Those defaults serve as fallbacks in production and as a baseline for our tests and stories.

Now that our tests are wrapped with a provider, they are calling the Unleash proxy server. Similarly to other API requests, we use msw.js to intercept them on the network level and mock their responses.

We can effectively disable the API by simulating a 304 response and let the test render based on the default values provided by the provider. Alternatively, we can simulate a successful response but in this case, the provider’s defaults will be superseded.

Zero-config setup

 

The setup above will have to be repeated across many tests. In fact, if you’re writing integration tests in which there are layers upon layers of components under the entry point, you may have to repeat it across almost every test.

In a hypothetical scenario, if we wanted to consume a flag in one of the core components like a ‘Button’, we’d immediately have to modify the setup of more than 500 tests!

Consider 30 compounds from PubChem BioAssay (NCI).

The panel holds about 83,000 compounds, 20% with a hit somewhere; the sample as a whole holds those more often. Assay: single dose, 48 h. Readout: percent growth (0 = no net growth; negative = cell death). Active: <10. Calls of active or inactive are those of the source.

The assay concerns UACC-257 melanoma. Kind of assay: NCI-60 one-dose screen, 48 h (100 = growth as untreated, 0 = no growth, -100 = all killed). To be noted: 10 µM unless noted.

To prevent that from happening we created a custom render method that wraps the component with all the providers we may need.

We use that custom render for all our integration tests, regardless of whether there’s a feature flag already consumed directly in a component, indirectly via a nested component, or not at all; we want our tests to be “feature flag ready”. Taking that one step further, we moved the msw.js request interceptor to a global lifecycle method in our setupTests.js file.

At this point, we are in a position to write an integration test without having to do any setup for feature flags. We can now do this without worrying whether one of the nested components is using or may use one in the future.

Testing multiple permutations

 

How do we test both states of a feature flag? Do we need to test all combinations of flags in all components?

The answer ultimately comes down to good component architecture. If the flag controls logic that is safely encapsulated within the component’s boundaries then no, we don’t need to run all combinations for all components. We only need to test the flag closer to the component that’s directly consuming it.

To set the value of a flag to something other than the default, we can override the globally mocked request interceptors with local ones or override the default values we pass to custom render.

Storybook & visual regression tests